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 Country: United States
 Collection: Congressional Research Service Reports
Access to Government Information in the United States

Access to Government Information in the United States

Date: August 31, 2009
Creator: Ginsberg, Wendy R.
Description: The U.S. Constitution makes no specific allowance for any one of the three branches of the federal government to have access to information held by the others. No provision in the U.S. Constitution expressly establishes a procedure for public access to government information. Congress has legislated various public access laws. Among these laws are two records access statutes, The Freedom of Information Act, the Privacy Act, and two meetings access statutes, the Federal Advisory Committee Act, and the Government in the Sunshine Act. This report offers an overview of the four information access laws noted above, and provides citations to additional resources related to these tools.
Contributing Partner: UNT Libraries Government Documents Department
Security Classification Policy and Procedure: E.O. 12958, as Amended

Security Classification Policy and Procedure: E.O. 12958, as Amended

Date: December 31, 2009
Creator: Kosar, Kevin R.
Description: This report describes security classification policy and procedure, largely prescribed in a series of successive presidential executive orders issued over the past 50 years. This policy provides the rationale and arrangements for designating information officially secret for reasons of national security, and for its declassification as well.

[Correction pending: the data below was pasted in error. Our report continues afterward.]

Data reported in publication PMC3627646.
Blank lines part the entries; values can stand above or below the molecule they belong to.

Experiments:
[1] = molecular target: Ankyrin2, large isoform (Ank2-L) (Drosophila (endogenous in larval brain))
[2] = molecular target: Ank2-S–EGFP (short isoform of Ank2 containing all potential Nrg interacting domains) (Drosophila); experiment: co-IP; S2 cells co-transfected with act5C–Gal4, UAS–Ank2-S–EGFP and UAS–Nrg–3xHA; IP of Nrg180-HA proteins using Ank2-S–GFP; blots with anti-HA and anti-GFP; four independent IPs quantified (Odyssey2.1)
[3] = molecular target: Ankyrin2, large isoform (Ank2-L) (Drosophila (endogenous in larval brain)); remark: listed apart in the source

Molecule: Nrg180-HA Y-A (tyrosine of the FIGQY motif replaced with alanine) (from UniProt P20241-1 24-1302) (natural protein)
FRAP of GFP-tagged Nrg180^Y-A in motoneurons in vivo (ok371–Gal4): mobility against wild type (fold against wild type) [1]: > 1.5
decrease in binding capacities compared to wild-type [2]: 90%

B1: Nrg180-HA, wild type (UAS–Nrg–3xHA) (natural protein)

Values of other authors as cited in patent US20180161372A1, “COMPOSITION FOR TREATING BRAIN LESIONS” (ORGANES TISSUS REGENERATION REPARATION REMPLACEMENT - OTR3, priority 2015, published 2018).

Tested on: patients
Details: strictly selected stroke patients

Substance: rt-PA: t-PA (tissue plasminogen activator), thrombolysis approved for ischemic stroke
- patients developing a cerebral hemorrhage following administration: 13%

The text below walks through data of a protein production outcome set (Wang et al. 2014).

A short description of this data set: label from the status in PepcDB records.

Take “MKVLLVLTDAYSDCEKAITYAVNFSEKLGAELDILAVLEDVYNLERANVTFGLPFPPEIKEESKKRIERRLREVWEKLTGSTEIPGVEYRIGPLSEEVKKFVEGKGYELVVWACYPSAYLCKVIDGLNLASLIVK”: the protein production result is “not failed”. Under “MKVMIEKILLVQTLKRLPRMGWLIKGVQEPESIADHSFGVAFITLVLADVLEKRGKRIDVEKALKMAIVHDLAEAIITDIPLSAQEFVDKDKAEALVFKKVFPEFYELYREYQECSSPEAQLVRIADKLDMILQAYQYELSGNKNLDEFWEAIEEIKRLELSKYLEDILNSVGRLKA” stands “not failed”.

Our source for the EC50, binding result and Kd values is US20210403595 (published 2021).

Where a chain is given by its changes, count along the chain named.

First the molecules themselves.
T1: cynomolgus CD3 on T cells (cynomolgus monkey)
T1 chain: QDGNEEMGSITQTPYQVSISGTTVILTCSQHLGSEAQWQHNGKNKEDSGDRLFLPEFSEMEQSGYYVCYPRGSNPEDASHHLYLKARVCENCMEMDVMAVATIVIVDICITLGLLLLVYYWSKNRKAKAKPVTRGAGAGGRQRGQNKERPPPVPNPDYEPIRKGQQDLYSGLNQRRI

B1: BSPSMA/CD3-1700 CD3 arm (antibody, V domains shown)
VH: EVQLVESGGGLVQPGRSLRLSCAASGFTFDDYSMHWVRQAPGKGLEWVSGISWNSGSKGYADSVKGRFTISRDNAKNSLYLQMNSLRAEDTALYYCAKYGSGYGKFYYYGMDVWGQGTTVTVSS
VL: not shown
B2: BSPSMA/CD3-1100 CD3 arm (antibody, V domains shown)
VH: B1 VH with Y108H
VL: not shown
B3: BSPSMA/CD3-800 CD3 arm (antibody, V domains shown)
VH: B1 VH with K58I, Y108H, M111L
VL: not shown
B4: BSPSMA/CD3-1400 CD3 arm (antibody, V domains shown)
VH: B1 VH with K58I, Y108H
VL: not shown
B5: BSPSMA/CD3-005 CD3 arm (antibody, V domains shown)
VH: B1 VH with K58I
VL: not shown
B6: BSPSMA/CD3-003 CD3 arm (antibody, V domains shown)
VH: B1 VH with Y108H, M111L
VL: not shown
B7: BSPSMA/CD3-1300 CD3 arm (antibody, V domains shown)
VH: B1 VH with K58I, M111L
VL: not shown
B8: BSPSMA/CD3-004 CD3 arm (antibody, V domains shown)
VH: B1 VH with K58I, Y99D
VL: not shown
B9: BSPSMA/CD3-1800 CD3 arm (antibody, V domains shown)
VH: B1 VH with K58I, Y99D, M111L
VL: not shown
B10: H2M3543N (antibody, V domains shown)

Contributing Partner: UNT Libraries Government Documents Department
Security Classification Policy and Procedure: E.O. 12958, as Amended

Security Classification Policy and Procedure: E.O. 12958, as Amended

Date: May 14, 2003
Creator: Relyea, Harold C.
Description: This report describes security classification policy and procedure, largely prescribed in a series of successive presidential executive orders issued over the past 50 years. This policy provides the rationale and arrangements for designating information officially secret for reasons of national security, and for its declassification as well.
Contributing Partner: UNT Libraries Government Documents Department
Criminal Prohibitions on the Publication of Classified Defense Information

Criminal Prohibitions on the Publication of Classified Defense Information

Date: October 18, 2010
Creator: Elsea, Jennifer K.
Description: The recent online publication of classified defense documents by the organization WikiLeaks and subsequent reporting by the New York Times and other news media have focused attention on whether such publication violates U.S. criminal law. The Justice Department and Department of Defense are investigating the circumstances to determine whether any prosecutions will be undertaken in connection with the disclosure. This report identifies some criminal statutes that may apply and also discusses the statutory prohibitions that may be implicated, such as the Espionage Act.
Contributing Partner: UNT Libraries Government Documents Department
Security Classification Policy and Procedure: E.O. 12958, as Amended

Security Classification Policy and Procedure: E.O. 12958, as Amended

Date: June 4, 2009
Creator: Kosar, Kevin R.
Description: This report describes security classification policy and procedure, largely prescribed in a series of successive presidential executive orders issued over the past 50 years. This policy provides the rationale and arrangements for designating information officially secret for reasons of national security, and for its declassification as well.
Contributing Partner: UNT Libraries Government Documents Department
Criminal Prohibitions on the Publication of Classified Defense Information

Criminal Prohibitions on the Publication of Classified Defense Information

Date: December 6, 2010
Creator: Elsea, Jennifer K.